I have to admit that I do not like Jeremy Corbyn. As least as a politician.
    I didn’t much like Ed Milliband either, but that was because he seemed to be playing at politics, and gave a passable imitation of an incompetent second hand car salesman..
    Corbyn though is unpleasant in that dedicated left wingish way that some dedicated Trots have. They start off by appearing warm, friendly and reasonable, but once they realise you actually have views and that you have thought the issues through rather than absorbed them in easily digestible package form, they turn nasty. I think the influential core of Corbyn’s supporters are the same.
    Our Jewish communities have contributed so much to our country, economically and socially. Jews can be found across the whole spectrum of politics. There are Jewish doctors, Jewish social workers and of course Jewish lawyers.. They have always shown themselves loyal to our nation, fought for us in our wars and remain loyal to Queen and country. In other words they have been in the main a real blessing to us.
    So that we now see Jews leaving or being hounded out of a political party should concern us all. The shadow of tacit anti-semitism begins to hover over our one proud and tolerant nation.
    If our nation can tolerate the rantings and incitements to overthrow our nation as spouted by Abu Hamsa or Anjem Choudary; if we can pay their bills and housing benefit, yet stand by whilst Jewish citizens are driven from the Labour Party etc., we are seriously in the pits of moral bankruptcy.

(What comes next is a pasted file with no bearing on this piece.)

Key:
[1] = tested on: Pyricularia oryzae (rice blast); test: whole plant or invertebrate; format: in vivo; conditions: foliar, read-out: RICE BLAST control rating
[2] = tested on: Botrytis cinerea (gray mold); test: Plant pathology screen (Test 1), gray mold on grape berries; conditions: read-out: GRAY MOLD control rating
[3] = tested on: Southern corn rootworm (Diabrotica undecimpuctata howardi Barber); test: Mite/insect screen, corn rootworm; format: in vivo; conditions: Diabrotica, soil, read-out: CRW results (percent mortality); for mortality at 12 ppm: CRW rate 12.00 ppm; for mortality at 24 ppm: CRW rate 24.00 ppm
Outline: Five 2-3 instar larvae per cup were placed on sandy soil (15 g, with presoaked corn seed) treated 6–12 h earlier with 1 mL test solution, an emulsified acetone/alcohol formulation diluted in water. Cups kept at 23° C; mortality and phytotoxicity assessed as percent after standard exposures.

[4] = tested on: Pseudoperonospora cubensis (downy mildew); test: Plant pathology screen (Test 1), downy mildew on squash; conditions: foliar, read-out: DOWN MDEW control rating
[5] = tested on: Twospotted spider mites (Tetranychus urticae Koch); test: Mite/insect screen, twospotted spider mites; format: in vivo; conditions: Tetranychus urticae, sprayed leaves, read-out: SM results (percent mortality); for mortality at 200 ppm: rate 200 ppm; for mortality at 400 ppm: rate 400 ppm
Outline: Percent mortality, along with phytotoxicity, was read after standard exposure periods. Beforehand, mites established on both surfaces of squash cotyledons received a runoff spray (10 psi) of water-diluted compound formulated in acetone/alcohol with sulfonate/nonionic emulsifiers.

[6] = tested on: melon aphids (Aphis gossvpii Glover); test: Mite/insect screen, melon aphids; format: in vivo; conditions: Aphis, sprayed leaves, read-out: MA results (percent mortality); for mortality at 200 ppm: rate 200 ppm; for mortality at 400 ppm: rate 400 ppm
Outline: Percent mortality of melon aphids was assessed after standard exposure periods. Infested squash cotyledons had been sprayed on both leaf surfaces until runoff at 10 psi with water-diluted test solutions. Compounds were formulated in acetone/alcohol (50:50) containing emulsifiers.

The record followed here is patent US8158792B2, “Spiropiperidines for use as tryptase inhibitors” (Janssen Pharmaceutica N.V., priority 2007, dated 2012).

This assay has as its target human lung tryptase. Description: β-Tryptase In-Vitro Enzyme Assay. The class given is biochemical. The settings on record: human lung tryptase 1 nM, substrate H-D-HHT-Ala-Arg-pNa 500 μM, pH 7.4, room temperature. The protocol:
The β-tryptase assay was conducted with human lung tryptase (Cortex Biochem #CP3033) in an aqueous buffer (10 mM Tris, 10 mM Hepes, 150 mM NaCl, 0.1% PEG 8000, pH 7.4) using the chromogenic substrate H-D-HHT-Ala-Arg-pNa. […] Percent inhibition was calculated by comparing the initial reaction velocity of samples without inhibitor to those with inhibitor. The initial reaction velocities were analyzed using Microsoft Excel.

• Anton

      Let’s see what the Milibands and Mandelson have to say. All are secular Jews.

  • Gilad Atzmon, the famous ex-Jew, wrote yesterday: ‘The Jewish campaign against Corbyn was, as ever, well orchestrated and well-funded. In the last few months we have been following Jewish Labour donor Michael Foster, who thought that £400,000 would be about enough to buy the Labour party, and we learned this week that a new anti-Corbyn group is receiving funding from [Benjamin Wegg-Prosser].’

    Taking into account the level of Jewish hostility towards Corbyn, his statement on anti-Semitism is quite remarkably generous.

    Oh dear. I have just realized that the words ‘Jewish hostility’ are bound to be classed as anti-Semitic, as is any comment about Jews which falls short of fawning praise.

    • Ivan M

      A long suffering man, that Corbyn. Sixties style socialism will kill Labour, all on its own. Jewish money in politics is the cause of much of the ugliness we see around us. Nothing but abject submission satisfies them.

      • @ Ivan M—In Tell the Truth and Shame the Devil, Gerard Menuhin, son of Yehudi, quotes Nat Rosenberg: ‘Proportionately, we have more power than any other comparable group, far beyond our numbers. The reason is that we are probably the most well organized minority in the world.’ Page 158 in the print edition, page 167 in the PDF.

        • Ivan M

          JR, thanks for the link. It is alright to organise and lobby all they want, nothing wrong as it is their money. But they simultaneously want us to both acknowledge the righteousness of their causes, and the absolute error of contrary ideas. Positively Orwellian.

      • CliveM

        Garbage. one of the causes of the “ugliness ‘ around us, is the perpetuation of stupid myths and prejudices.

        • Ivan M

          Stupid myths and prejudices which would die natural deaths, given enough time.

          • CliveM

            Not if people telling them.

    • Ivan M